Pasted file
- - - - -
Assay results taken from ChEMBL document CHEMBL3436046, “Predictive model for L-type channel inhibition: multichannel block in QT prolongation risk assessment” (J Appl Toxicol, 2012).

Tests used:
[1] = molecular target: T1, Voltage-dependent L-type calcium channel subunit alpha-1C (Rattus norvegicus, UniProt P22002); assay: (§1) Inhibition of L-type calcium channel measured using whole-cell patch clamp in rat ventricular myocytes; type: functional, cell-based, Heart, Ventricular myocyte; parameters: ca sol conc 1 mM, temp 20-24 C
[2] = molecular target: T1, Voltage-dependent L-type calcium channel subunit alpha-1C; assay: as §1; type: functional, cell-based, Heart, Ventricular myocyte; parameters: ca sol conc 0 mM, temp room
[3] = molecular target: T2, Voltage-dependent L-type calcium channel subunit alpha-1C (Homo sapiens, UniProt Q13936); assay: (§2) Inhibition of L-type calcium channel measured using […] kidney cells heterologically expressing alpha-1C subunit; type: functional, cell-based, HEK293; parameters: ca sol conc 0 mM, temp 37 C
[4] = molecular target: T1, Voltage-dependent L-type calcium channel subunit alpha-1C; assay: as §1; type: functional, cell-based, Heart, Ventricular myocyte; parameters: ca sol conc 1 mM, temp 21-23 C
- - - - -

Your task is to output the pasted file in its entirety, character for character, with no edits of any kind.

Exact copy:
Assay results taken from ChEMBL document CHEMBL3436046, “Predictive model for L-type channel inhibition: multichannel block in QT prolongation risk assessment” (J Appl Toxicol, 2012).

Tests used:
[1] = molecular target: T1, Voltage-dependent L-type calcium channel subunit alpha-1C (Rattus norvegicus, UniProt P22002); assay: (§1) Inhibition of L-type calcium channel measured using whole-cell patch clamp in rat ventricular myocytes; type: functional, cell-based, Heart, Ventricular myocyte; parameters: ca sol conc 1 mM, temp 20-24 C
[2] = molecular target: T1, Voltage-dependent L-type calcium channel subunit alpha-1C; assay: as §1; type: functional, cell-based, Heart, Ventricular myocyte; parameters: ca sol conc 0 mM, temp room
[3] = molecular target: T2, Voltage-dependent L-type calcium channel subunit alpha-1C (Homo sapiens, UniProt Q13936); assay: (§2) Inhibition of L-type calcium channel measured using […] kidney cells heterologically expressing alpha-1C subunit; type: functional, cell-based, HEK293; parameters: ca sol conc 0 mM, temp 37 C
[4] = molecular target: T1, Voltage-dependent L-type calcium channel subunit alpha-1C; assay: as §1; type: functional, cell-based, Heart, Ventricular myocyte; parameters: ca sol conc 1 mM, temp 21-23 C